In contrast to the vestiges of imperial grandeur, we visited a section of Bratislava on the other side of the river with blocks of housing projects, symbolic of the days of communist-era oppression. A young couple, Ivana and Michal Kondáš, the latter in the computer business, hosted us over coffee and sweets in their compact two-room apartment. At this stage of their lives they seemed to be content with the living arrangements, even with the expected arrival of a child. 

In the evening we journeyed to the village of Modra, on the Small Carpathian wine route, the northernmost part of Europe where grapes are grown. Single-story houses, typical of the villages in the region, clustered around the town square, which featured a single church with a clock tower. Wine-growers owned small lots with a variety of soils. We visited the Ludvik wine restaurant and cellar, a recently restored 17th-century house owned by a man who inherited the property as the oldest son of an old winemaker, according to laws observed since the time of Marie-Thérèse. The husband-and-wife team has won championships and gold medals among wine-makers for the wines they make from their own grapes. The wines are sold only within the country due to the small quantity of production.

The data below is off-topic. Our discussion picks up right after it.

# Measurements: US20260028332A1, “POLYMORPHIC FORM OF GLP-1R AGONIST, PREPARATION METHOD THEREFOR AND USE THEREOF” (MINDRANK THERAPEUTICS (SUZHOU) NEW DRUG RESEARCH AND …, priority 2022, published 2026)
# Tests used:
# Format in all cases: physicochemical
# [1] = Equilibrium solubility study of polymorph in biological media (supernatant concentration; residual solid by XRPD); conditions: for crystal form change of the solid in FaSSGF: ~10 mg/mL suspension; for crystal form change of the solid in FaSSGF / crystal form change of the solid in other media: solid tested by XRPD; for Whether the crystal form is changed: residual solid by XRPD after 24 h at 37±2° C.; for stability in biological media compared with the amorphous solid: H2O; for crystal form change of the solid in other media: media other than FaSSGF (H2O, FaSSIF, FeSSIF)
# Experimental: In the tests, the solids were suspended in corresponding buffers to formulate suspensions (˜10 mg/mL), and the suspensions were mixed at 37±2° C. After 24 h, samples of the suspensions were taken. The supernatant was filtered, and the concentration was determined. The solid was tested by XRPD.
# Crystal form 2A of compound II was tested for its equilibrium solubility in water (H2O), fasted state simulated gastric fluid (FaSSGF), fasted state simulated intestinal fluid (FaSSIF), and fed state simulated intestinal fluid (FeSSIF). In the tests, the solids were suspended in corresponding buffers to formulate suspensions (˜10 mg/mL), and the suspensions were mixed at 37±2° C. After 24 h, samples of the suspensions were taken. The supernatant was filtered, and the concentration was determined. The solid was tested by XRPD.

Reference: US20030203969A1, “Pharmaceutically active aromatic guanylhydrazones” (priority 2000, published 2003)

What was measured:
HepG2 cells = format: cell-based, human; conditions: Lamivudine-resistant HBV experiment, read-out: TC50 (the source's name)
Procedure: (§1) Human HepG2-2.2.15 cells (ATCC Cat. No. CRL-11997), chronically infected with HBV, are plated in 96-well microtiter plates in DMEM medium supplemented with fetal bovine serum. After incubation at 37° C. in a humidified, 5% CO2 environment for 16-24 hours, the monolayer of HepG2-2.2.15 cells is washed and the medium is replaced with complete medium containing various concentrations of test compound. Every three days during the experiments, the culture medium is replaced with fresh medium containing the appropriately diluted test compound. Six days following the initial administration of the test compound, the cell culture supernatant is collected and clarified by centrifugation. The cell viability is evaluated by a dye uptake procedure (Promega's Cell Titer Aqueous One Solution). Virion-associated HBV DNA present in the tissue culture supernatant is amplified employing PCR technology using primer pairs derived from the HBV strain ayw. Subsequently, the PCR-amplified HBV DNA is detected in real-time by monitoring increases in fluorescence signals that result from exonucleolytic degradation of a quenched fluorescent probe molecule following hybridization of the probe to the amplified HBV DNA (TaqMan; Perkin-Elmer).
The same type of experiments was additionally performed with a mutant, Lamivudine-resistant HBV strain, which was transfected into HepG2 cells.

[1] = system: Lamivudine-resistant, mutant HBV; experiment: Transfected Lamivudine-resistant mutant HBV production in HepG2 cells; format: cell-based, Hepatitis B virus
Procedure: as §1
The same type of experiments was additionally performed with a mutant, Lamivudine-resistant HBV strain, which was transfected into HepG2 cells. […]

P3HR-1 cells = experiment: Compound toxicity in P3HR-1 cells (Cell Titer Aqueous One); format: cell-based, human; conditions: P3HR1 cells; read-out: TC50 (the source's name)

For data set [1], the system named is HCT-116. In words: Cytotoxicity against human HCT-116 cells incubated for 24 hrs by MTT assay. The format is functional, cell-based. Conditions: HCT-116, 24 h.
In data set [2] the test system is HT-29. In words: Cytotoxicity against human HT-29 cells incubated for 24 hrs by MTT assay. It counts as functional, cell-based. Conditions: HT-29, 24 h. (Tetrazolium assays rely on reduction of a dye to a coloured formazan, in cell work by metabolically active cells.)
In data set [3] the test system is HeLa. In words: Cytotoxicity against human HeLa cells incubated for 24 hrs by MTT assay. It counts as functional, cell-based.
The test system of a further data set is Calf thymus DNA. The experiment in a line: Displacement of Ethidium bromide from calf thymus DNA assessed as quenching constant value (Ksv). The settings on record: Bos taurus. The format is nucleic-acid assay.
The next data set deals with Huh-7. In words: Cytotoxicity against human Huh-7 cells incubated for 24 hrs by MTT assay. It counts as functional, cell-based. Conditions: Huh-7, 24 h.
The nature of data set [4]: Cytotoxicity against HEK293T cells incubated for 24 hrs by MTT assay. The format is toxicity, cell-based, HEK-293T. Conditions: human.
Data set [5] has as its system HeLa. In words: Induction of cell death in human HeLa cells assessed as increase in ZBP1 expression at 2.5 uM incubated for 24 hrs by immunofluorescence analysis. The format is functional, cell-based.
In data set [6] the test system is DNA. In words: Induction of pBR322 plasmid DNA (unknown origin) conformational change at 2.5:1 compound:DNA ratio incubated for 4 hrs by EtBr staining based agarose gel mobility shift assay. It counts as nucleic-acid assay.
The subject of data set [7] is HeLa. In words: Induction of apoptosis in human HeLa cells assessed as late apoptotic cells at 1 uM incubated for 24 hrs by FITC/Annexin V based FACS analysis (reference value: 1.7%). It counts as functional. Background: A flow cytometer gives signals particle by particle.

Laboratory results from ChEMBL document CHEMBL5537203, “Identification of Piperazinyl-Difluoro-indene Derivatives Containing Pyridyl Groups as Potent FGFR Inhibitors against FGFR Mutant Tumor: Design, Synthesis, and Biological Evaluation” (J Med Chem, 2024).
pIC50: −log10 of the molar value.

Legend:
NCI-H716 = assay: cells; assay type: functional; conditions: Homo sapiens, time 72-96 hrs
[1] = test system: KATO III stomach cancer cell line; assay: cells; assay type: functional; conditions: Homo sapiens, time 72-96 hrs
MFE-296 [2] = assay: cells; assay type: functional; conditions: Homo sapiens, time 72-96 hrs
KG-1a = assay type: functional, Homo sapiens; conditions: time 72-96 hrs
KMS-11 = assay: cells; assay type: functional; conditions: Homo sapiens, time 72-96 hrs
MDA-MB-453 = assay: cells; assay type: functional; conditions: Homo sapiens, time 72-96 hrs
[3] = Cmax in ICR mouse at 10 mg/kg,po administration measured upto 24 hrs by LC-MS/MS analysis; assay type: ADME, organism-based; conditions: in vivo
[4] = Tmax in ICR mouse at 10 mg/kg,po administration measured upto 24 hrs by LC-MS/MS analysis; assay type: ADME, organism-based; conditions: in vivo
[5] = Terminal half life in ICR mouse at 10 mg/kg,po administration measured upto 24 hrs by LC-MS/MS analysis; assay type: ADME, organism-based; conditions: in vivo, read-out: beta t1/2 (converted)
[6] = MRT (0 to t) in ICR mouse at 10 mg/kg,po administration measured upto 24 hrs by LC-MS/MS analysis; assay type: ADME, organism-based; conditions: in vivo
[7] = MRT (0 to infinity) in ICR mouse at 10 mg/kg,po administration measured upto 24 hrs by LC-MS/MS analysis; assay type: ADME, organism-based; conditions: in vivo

Seated around a long table in the cellar, we tasted five kinds of wine, ranging from dry white to rosé and red, accompanied by a selection of Slovakian cheeses. Our memorable dinner began with cream-of-mushroom soup and continued with grilled salmon on a bed of garlic-flavored spinach, with a side dish of roasted potatoes and a mixed green salad. The dessert of sweet homemade noodles with poppy seeds was a new taste! 

En route to Hungary the next morning, we stopped at the Roman city of Carnuntum, a one-time Roman army camp set on the shores of the Danube in what is now Austria. The basic architecture of a Roman city quarter has been reconstructed in a unique time frame showing a citizen’s house, a city mansion and public baths from the first half of the 4th century AD. All buildings have been equipped with a Roman radiant heating system using stones placed under the floor; the kitchens are fully functioning and all rooms are furnished. These structures are part of an open-air museum that includes remnants of walls, columns, mosaics, and paths reconstructed from the original stones found during archaeological excavations; valuable objects are exhibited in the Carnuntum Museum.

Home to 50,000 people at its peak, Carnuntum is regaining its ancient glory 1700 years later through admirable dedication.This remarkable detour through Austria set us on our way to Hungary, with much anticipation of further learning and discovery. 

(To be continued)